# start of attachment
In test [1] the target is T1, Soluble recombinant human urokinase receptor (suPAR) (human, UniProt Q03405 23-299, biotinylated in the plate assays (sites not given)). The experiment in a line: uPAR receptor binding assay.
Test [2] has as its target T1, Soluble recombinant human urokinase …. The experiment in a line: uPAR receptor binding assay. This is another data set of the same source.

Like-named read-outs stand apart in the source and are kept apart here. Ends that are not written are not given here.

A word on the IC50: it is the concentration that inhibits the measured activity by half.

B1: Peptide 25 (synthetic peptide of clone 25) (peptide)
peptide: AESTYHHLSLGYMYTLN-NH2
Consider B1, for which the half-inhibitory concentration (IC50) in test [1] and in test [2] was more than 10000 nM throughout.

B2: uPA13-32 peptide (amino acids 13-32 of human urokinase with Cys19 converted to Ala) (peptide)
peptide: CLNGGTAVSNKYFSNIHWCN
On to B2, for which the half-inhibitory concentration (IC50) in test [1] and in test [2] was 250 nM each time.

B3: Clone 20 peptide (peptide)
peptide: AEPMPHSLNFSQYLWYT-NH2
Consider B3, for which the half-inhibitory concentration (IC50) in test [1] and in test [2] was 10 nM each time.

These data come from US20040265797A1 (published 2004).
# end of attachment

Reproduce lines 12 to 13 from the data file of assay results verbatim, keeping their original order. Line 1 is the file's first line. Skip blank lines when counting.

peptide: AEPMPHSLNFSQYLWYT-NH2
Consider B3, for which the half-inhibitory concentration (IC50) in test [1] and in test [2] was 10 nM each time.